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EBioMedicine. 2019 Oct;48:23-35. doi: 10.1016/j.ebiom.2019.09.025. Epub 2019 Oct 15.

Characterization of plasma-derived protoporphyrin-IX-positive extracellular vesicles following 5-ALA use in patients with malignant glioma.

Author information

1
Department of Neurosurgery, Massachusetts General Hospital, Harvard Medical School, Boston, MA, United States.
2
Department of Pathology, Flow Cytometry Core, Massachusetts General Hospital, Boston, MA, United States.
3
Scintillon Institute, La Jolla, CA, United States.
4
Flow Cytometry Core, Beth Israel Deaconess Medical Center, Boston, MA, United States.
5
Department of Medicine, Beth Israel Deaconess Medical Center, Harvard Medical School, Boston, MA, United States.
6
Department of Neurosurgery, Massachusetts General Hospital, Harvard Medical School, Boston, MA, United States. Electronic address: balaj.leonora@mgh.harvard.edu.
7
Department of Neurosurgery, Massachusetts General Hospital, Harvard Medical School, Boston, MA, United States. Electronic address: bcarter@mgh.harvard.edu.

Abstract

BACKGROUND:

Malignant gliomas are rapidly progressive brain tumors with high mortality. Fluorescence guided surgery (FGS) with 5-aminolevulinic acid (5-ALA) provides fluorescent delineation of malignant tissue, which helps achieve maximum safe resection. 5-ALA-based fluorescence is due to preferential accumulation of the fluorophore protoporphyrin-IX (PpIX) in malignant glioma tissue. Additionally, gliomas cells release extracellular vesicles (EVs) which carry biomarkers of disease. Herein, we performed animal and human studies to investigate whether 5-ALA dosed glioma cells, in vitro and in vivo, release PpIX positive EVs in circulation which can be captured and analyzed.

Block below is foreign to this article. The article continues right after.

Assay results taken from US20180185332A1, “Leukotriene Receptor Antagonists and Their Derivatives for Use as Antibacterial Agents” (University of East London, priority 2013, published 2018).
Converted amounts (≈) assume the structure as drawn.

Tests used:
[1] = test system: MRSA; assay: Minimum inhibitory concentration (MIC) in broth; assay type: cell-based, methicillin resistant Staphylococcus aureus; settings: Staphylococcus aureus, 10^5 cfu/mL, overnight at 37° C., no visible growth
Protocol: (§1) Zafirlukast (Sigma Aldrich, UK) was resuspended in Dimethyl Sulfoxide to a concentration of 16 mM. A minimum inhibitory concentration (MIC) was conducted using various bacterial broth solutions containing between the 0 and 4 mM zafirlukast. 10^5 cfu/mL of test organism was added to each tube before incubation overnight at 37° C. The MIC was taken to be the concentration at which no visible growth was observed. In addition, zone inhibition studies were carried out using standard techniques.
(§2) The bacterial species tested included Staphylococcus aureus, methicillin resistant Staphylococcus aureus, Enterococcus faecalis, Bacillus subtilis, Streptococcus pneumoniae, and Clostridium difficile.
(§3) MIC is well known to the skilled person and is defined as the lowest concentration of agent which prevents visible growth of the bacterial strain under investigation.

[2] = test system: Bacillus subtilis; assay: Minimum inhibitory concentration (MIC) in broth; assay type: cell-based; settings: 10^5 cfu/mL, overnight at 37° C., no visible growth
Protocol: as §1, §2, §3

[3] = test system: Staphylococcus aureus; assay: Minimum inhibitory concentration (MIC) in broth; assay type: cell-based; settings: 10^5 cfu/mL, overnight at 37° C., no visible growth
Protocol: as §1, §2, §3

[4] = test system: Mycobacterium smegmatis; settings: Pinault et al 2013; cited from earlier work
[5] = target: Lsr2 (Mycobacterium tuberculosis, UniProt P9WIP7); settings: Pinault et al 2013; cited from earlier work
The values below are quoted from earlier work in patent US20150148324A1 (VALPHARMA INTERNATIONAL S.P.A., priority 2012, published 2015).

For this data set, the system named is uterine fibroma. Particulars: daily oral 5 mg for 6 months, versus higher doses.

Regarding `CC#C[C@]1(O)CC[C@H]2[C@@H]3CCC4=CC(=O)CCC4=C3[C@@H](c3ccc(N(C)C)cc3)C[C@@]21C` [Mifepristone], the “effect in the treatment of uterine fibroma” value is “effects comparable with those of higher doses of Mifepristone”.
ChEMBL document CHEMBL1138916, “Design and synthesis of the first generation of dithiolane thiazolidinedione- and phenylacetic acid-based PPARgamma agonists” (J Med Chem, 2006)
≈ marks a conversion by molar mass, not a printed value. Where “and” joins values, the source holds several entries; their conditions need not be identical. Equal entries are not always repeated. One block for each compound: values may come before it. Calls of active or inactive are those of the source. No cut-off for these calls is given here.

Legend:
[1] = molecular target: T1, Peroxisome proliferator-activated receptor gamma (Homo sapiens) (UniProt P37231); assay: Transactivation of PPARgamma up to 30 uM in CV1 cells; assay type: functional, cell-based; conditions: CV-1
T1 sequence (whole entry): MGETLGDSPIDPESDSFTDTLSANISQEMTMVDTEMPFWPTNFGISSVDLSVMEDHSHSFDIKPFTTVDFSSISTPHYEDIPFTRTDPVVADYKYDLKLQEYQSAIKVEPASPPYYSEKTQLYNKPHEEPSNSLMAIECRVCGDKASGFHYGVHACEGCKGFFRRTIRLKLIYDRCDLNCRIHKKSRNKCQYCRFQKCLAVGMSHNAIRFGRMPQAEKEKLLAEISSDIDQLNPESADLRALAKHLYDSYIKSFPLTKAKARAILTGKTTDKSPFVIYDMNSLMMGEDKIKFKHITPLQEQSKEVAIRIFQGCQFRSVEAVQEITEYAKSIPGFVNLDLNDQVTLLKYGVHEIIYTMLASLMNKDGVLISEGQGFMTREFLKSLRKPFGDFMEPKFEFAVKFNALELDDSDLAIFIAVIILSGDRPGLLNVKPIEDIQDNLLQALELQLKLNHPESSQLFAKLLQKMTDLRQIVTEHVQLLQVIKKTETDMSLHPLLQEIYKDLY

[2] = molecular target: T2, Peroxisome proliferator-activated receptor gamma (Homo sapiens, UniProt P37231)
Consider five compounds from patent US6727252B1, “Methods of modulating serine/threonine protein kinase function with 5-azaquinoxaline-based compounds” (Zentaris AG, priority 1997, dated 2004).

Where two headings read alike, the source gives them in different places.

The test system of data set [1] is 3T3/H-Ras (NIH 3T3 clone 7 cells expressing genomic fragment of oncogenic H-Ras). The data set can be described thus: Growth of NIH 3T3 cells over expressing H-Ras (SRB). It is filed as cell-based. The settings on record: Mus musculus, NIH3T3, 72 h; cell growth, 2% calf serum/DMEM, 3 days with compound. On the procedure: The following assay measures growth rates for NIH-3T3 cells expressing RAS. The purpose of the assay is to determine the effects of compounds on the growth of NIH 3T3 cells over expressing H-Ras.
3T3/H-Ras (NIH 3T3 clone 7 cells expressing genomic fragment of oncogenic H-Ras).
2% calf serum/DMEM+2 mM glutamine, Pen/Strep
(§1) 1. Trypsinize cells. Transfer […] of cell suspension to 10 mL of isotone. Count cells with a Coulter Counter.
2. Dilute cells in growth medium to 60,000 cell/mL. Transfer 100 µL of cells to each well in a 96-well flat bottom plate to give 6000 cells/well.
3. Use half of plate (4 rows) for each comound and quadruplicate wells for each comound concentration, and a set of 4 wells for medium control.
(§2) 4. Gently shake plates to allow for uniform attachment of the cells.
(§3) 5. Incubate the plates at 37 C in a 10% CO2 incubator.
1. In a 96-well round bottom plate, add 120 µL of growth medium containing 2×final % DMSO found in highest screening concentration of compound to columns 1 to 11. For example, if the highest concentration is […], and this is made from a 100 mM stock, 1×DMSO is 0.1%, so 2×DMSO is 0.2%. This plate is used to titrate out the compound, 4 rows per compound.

METHODS:

We used imaging flow cytometry (IFC) to characterize PpIX-positive EVs released from 5-ALA-dosed glioma cells, glioma-bearing xenograft models, as well as patients with malignant glioma undergoing FGS.

FINDINGS:

We first show that glioma cells dosed with 5-ALA release 247-fold higher PpIX positive EVs compared to mock dosed glioma cells. Second, we demonstrate that the plasma of glioma-bearing mice (n = 2) dosed with 5-ALA contain significantly higher levels of circulating PpIX-positive EVs than their pre-dosing background (p = 0.004). Lastly, we also show that the plasma of patients with avidly fluorescent tumors (n = 4) undergoing FGS contain circulating PpIX-positive EVs at levels significantly higher than their pre-dosing background (p = 0.00009) and this rise in signal correlates with enhancing tumor volumes (r 2  = 0.888).

INTERPRETATION:

Our findings highlight the potential of plasma-derived PpIX-positive EV-based diagnostics for malignant gliomas, offering a novel liquid biopsy platform for confirming and monitoring tumor status.

KEYWORDS:

5-ALA; Extracellular vesicles; Fluorescence guided surgery; Imaging flow cytometry; Liquid biopsy; Malignant gliomas

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